Faisal Mahfooz, MD, Jimmy Giang, DO, Karolina Siniakowicz, DO, Atul Vahil, MD; Parkview Medical Center, Pueblo, CO
Introduction: Laparoscopic cholecystectomy is considered the gold standard for cholecystitis and symptomatic cholelithiasis. However, it poses a risk of bile duct injury and injury to the right (R) hepatic artery when compared to the open operation. While injuries including bile leakage of aberrant ducts, cystic stump injury, or main bile duct injury have been documented, hemobilia secondary to hepatic artery pseudoaneurysm is a rare complication of laparoscopic cholecystectomy. This case represents delayed gastrointestinal bleeding sustained from laparoscopic cholecystectomy with injury to the common bile duct (CBD).
Methods: An 82 year-old male presented to the hospital with mid-epigastric abdominal pain and melena beginning two months after a cholecystectomy that was converted to an open procedure secondary to complications from a gangrenous gallbladder. During that procedure, a leak within the Duct of Luschka noted and closed with placement of a T-tube (draining tube). This would stay in until two weeks prior to admission. On initial presentation, the patient had an elevated temperature of 100.3 F. Initial hemoglobin (Hgb) was 13 g/dL, which dropped to 9 g/dL after 24 hours. Liver enzymes were elevated (total bilirubin 5.4, AST 194, ALT 149, and alkaline phosphatase 188). Computed tomography revealed dilation of both the intra and extrahepatic bile ducts and hyperdense material within an 18 mm dilated common bile duct. Magnetic resonance cholangiopancreatography confirmed the findings above. Endoscopic retrograde cholangiopancreatography revealed blood emanating from the ampullary orifice. A small sphincterotomy was performed and a 10 french x 5 cm plastic biliary stent was placed. Interventional radiology was consulted and angiography revealed a large pseudoaneurysm of a branch of the R hepatic artery in the region of the cystic artery communicating with the bile duct. This was subsequently embolized. The patient’s Hgb stabilized and he was subsequently discharged home. Discussion: R hepatic artery pseudoaneurysm is an uncommon complication from laparoscopic cholecystectomy, however, the incidence is increased if there is injury to the bile duct during the operation. This case raises the awareness of hemobilia secondary to right hepatic artery pseudoaneurysm as an important bile duct injury that can predispose the patient to long-term complications. Prompt recognition using radiographic and endoscopic modalities helped make a diagnosis which lead to the appropriate management.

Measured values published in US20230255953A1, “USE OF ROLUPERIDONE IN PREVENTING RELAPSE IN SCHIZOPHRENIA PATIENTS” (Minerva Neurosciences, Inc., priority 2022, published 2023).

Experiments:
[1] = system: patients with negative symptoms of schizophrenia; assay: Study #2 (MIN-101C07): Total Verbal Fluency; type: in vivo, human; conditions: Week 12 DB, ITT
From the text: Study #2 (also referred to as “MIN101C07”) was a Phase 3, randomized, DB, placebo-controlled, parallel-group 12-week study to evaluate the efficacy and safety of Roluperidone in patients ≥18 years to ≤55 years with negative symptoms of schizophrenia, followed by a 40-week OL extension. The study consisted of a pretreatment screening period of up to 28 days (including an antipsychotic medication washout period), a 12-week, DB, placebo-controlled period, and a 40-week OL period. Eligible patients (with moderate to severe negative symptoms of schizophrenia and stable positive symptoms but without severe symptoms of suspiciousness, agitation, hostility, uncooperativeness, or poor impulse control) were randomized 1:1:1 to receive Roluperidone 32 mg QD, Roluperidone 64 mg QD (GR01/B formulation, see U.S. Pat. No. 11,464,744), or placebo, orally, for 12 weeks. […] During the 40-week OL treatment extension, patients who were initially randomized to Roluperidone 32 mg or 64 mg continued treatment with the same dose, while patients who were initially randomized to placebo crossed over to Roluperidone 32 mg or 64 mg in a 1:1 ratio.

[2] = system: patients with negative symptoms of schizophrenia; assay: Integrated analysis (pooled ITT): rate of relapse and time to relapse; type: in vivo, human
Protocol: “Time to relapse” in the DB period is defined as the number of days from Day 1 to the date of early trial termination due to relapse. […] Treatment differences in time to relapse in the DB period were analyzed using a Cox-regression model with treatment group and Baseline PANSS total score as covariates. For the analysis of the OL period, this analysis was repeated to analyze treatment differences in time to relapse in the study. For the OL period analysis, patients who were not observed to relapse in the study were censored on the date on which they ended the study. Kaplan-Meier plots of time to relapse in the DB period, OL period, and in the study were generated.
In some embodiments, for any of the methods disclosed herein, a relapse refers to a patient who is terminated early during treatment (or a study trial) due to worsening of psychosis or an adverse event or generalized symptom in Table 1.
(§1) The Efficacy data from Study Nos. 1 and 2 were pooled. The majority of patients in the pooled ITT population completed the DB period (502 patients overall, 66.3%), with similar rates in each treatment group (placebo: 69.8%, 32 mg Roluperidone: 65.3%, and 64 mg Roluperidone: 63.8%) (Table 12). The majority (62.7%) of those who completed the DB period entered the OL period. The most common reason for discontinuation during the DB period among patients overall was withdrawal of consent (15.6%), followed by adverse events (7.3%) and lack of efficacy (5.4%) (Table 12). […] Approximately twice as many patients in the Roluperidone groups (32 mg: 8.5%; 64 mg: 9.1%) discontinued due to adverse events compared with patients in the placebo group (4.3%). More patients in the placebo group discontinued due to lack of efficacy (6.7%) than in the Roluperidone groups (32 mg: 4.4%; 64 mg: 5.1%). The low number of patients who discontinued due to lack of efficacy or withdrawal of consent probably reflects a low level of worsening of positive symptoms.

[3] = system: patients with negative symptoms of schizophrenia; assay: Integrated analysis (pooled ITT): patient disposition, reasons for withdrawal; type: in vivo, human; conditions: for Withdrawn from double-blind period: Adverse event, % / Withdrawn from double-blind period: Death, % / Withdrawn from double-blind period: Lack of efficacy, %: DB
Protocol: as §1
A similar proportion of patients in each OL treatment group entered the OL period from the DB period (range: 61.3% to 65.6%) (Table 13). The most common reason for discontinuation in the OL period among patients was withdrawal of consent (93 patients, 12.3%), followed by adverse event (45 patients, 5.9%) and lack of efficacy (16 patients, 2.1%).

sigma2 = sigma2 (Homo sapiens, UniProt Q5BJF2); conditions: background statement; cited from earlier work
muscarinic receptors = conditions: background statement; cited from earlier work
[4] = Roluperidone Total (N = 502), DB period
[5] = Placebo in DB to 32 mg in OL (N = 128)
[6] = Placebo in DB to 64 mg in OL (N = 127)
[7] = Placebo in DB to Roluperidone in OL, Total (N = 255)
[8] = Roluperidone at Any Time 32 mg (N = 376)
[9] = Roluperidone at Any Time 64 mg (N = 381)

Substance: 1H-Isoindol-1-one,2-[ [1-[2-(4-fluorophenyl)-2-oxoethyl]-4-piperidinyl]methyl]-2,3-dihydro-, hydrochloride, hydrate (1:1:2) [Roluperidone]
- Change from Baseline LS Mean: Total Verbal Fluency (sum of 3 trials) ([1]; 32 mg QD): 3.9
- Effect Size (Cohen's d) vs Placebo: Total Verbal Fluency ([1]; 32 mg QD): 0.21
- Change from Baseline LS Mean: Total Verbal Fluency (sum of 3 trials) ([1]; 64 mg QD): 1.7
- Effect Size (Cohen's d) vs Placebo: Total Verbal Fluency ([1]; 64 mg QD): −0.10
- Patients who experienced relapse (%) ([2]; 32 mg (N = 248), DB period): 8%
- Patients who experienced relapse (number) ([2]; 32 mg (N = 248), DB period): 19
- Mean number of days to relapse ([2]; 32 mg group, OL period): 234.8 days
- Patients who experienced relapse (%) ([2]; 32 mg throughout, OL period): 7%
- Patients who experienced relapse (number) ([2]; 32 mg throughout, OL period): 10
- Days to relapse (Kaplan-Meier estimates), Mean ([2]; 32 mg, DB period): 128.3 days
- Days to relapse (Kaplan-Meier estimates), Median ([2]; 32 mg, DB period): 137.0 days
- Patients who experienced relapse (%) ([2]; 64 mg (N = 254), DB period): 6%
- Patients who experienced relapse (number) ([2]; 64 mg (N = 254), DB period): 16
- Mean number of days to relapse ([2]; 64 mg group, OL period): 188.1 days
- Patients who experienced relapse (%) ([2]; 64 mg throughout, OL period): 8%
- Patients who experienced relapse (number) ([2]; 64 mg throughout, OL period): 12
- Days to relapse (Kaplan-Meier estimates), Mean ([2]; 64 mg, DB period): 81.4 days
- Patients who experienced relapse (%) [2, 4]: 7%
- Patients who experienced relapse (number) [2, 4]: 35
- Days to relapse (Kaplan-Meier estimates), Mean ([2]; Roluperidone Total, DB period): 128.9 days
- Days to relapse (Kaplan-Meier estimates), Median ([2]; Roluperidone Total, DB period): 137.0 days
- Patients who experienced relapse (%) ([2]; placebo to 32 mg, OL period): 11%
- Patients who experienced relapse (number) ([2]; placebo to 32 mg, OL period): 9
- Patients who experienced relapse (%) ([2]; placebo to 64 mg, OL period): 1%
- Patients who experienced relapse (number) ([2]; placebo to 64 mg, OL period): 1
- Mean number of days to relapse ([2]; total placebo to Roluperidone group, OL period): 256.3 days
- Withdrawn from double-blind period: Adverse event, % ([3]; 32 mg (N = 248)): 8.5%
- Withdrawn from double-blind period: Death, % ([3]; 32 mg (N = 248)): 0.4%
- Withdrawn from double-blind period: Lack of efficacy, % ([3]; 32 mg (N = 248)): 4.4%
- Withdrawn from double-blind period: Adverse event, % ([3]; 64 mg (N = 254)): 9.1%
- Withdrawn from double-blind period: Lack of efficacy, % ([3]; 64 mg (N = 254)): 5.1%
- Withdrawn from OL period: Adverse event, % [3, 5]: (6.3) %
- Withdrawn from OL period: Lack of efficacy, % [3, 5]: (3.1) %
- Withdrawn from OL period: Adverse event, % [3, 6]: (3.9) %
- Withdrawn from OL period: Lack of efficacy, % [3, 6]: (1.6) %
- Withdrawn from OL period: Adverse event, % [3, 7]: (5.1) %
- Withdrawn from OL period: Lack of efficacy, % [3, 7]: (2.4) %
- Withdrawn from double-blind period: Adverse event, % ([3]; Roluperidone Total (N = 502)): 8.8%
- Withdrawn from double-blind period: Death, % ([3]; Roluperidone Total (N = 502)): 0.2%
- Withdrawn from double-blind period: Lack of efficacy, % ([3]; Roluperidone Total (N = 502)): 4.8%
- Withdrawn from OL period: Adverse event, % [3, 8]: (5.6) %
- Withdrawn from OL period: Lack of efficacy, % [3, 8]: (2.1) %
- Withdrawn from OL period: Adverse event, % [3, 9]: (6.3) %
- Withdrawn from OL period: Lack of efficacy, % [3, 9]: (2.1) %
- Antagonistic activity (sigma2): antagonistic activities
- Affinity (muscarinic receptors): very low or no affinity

Endoscopic view with side-viewing duodenoscope showing hemobilia.
CT abdomen and pelvis showing the hepatic artery pseudoaneurysm communicating with the biliary system.
Another view of the right hepatic artery pseudoaneurysm communicating with the biliary system on CT abdomen and pelvis.
Disclosures: Faisal Mahfooz indicated no relevant financial relationships. Jimmy Giang indicated no relevant financial relationships. Karolina Siniakowicz indicated no relevant financial relationships. Atul Vahil indicated no relevant financial relationships.